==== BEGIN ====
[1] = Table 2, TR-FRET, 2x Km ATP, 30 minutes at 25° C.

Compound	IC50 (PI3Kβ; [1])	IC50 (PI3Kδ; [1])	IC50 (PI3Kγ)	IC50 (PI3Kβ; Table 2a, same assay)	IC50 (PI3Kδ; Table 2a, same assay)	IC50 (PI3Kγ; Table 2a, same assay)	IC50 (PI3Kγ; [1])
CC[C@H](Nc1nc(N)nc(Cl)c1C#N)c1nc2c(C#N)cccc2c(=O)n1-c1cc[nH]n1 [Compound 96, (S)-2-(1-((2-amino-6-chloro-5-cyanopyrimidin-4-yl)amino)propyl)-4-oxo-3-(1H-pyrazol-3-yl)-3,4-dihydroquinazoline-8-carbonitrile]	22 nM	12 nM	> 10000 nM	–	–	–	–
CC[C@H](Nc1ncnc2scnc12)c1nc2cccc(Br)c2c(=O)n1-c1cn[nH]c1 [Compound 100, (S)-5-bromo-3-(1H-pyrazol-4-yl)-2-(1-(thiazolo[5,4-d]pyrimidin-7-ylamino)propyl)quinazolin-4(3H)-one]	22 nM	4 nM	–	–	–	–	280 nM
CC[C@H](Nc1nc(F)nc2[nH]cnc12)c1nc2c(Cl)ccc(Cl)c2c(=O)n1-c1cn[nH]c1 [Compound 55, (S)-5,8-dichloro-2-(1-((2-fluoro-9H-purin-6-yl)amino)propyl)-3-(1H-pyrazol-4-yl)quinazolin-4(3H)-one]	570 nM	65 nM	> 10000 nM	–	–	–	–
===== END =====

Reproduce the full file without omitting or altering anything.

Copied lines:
[1] = Table 2, TR-FRET, 2x Km ATP, 30 minutes at 25° C.

Compound	IC50 (PI3Kβ; [1])	IC50 (PI3Kδ; [1])	IC50 (PI3Kγ)	IC50 (PI3Kβ; Table 2a, same assay)	IC50 (PI3Kδ; Table 2a, same assay)	IC50 (PI3Kγ; Table 2a, same assay)	IC50 (PI3Kγ; [1])
CC[C@H](Nc1nc(N)nc(Cl)c1C#N)c1nc2c(C#N)cccc2c(=O)n1-c1cc[nH]n1 [Compound 96, (S)-2-(1-((2-amino-6-chloro-5-cyanopyrimidin-4-yl)amino)propyl)-4-oxo-3-(1H-pyrazol-3-yl)-3,4-dihydroquinazoline-8-carbonitrile]	22 nM	12 nM	> 10000 nM	–	–	–	–
CC[C@H](Nc1ncnc2scnc12)c1nc2cccc(Br)c2c(=O)n1-c1cn[nH]c1 [Compound 100, (S)-5-bromo-3-(1H-pyrazol-4-yl)-2-(1-(thiazolo[5,4-d]pyrimidin-7-ylamino)propyl)quinazolin-4(3H)-one]	22 nM	4 nM	–	–	–	–	280 nM
CC[C@H](Nc1nc(F)nc2[nH]cnc12)c1nc2c(Cl)ccc(Cl)c2c(=O)n1-c1cn[nH]c1 [Compound 55, (S)-5,8-dichloro-2-(1-((2-fluoro-9H-purin-6-yl)amino)propyl)-3-(1H-pyrazol-4-yl)quinazolin-4(3H)-one]	570 nM	65 nM	> 10000 nM	–	–	–	–